97. Case: Surgery, Supported Decision Making and Capacity

Alex is a 27 year old resident in a supported living facility.  She has a diagnosis of developmental delay.  She is close with her younger brother, Anton.  Alex has identified Anton as someone who helps her to make decisions.  The organization that runs the facility where Alex lives has recently adopted a policy in favour of using supported decision making whenever possible.

Alex has a number of cavities and pain in her teeth is interfering with her ability to eat a wide range of foods.  She eats a soft food diet, and the staff at her facility have raised concerns about the long-term health effects of both untreated cavities and the soft food diet.

After some negative experiences in childhood with blood draws that included being held down and restrained, Alex is intensely afraid of needles and white coats.

Anton has had discussions with Alex about different options that the local dentist can provide, but Alex is adamant that she doesn’t want any dental interventions.  Alex says she will just wait until all her teeth fall out and then get dentures.  She says she’d rather deal with the long-term consequences of eating the soft food diet than face a dental appointment.  Anton observed some of Alex’s interactions with medical care when they were children, and confirms that the experiences were harrowing.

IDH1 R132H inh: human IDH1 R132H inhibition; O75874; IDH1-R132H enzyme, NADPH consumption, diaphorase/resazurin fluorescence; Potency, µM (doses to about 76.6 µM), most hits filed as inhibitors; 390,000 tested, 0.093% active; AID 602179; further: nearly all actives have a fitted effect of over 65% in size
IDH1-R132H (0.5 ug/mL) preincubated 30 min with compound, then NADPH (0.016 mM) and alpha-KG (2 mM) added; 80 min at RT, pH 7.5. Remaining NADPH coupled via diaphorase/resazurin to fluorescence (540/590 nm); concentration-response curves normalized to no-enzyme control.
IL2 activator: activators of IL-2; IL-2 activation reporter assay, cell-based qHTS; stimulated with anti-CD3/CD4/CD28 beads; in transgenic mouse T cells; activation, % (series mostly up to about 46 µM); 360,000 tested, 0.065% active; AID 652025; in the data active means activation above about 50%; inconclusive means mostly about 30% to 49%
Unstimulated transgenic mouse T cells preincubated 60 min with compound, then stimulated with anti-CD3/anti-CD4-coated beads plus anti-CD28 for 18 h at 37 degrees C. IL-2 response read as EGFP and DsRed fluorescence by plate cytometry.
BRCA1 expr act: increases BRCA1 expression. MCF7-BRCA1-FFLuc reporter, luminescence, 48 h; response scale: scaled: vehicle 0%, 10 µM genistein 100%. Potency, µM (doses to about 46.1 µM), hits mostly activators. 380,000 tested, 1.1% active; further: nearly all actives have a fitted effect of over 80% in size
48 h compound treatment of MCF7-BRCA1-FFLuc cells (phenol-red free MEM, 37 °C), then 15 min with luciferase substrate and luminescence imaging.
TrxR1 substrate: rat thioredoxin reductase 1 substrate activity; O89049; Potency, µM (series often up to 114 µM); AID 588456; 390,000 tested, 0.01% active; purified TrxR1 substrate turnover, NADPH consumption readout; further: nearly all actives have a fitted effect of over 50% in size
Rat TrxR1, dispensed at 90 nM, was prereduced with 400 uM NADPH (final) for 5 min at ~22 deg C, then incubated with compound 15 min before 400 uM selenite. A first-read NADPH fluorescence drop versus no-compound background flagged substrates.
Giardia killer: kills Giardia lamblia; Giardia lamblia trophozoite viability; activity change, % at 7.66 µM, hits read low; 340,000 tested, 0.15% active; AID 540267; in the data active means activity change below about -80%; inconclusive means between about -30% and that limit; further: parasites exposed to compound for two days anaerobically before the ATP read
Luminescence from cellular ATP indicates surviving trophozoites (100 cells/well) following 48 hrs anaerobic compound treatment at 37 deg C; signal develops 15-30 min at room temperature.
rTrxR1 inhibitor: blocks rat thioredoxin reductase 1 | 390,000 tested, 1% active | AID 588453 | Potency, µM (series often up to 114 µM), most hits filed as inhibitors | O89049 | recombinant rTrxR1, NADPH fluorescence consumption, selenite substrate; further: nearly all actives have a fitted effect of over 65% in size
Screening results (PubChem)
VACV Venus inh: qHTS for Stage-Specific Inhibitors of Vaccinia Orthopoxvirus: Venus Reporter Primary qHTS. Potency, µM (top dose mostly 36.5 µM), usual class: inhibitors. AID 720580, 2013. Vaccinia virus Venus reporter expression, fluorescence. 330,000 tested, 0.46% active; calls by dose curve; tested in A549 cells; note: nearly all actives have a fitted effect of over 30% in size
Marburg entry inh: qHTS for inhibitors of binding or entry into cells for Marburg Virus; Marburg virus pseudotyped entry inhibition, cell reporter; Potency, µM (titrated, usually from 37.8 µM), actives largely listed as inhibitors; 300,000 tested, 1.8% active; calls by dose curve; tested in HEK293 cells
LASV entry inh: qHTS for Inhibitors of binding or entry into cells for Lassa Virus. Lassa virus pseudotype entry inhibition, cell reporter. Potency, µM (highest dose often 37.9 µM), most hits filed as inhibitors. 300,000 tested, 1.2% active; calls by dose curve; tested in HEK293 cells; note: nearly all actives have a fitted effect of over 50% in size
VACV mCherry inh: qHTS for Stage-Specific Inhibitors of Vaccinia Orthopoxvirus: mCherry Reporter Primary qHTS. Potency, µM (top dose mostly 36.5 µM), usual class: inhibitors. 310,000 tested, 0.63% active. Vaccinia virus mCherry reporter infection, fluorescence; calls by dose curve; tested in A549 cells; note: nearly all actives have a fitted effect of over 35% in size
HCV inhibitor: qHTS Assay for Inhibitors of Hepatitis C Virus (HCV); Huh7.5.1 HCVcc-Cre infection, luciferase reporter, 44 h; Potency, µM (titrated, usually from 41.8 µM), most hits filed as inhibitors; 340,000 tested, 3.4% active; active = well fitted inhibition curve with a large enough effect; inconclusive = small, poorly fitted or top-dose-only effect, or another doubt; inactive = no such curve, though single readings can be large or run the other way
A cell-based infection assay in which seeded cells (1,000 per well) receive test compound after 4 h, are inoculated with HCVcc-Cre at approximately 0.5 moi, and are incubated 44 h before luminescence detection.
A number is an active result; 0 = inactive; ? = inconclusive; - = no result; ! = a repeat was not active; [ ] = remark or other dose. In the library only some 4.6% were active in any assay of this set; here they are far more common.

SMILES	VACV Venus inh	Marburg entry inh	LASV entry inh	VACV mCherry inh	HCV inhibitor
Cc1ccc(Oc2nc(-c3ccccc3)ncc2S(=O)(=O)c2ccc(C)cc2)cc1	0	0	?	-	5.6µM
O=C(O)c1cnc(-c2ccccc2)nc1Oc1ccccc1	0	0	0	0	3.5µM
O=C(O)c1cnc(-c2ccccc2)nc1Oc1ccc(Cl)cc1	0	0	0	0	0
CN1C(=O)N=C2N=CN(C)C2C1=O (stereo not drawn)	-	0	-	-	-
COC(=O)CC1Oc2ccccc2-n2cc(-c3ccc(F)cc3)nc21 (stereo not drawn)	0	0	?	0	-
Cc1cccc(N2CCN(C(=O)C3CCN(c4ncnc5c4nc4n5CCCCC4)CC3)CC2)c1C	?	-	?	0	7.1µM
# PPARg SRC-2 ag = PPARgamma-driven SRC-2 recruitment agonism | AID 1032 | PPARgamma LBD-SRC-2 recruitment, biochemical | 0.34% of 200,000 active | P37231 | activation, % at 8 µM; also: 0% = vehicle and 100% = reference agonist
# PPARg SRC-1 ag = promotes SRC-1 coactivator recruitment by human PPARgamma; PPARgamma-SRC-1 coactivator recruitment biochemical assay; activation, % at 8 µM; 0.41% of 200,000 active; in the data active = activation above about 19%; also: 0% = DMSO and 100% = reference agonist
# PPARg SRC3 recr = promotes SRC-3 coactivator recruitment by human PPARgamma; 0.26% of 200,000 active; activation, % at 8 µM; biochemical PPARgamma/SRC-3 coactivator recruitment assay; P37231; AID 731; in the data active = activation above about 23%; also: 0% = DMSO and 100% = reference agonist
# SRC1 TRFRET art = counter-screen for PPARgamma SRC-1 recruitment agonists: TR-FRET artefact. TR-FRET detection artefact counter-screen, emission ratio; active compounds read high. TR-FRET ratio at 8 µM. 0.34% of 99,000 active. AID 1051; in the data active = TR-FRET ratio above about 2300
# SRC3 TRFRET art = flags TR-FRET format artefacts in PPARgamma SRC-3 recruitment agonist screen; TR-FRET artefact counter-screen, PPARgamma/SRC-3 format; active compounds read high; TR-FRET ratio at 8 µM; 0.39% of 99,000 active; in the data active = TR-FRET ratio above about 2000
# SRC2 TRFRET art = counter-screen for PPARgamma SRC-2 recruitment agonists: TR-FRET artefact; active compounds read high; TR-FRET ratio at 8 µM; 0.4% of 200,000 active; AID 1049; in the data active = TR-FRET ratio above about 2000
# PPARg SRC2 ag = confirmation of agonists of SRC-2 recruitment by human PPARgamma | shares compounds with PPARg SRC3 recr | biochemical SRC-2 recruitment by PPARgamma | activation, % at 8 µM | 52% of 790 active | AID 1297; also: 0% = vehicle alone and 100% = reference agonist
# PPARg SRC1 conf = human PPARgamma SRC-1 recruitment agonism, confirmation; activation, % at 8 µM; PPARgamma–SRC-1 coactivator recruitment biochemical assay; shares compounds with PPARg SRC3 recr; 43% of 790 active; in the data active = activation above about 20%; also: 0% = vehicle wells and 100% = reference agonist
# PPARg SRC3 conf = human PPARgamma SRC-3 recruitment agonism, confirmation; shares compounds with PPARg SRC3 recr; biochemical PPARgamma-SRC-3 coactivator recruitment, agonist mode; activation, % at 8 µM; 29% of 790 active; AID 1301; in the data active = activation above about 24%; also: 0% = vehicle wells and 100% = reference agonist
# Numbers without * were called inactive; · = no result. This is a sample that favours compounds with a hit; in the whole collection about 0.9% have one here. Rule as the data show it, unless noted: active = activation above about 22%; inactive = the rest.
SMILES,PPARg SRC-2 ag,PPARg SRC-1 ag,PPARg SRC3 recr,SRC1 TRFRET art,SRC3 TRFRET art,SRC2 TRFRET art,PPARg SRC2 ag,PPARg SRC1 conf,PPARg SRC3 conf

Alex and Anton’s mother is listed as Alex’s substitute decision maker, and the staff feel that Alex’s mother would be willing to authorize sedation and surgery to extract the teeth so that Alex could be fitted for dentures and return to eating a normal, varied diet (which she was happy with before her teeth started hurting).

Some staff members see this is a situation where concerns about Alex’s well-being should override the principled commitment to supported decision making.  They have identified this tension as causing some of them moral distress, and have requested support from the ethics committee.


Questions:

  • What will make this case clinically challenging?
  • What will make this case ethically challenging?
  • How might the ethics committee support the team in dealing with their moral distress?
  • What would change (if anything) if Alex hadn’t had the experience of being restrained for blood draws as a child?
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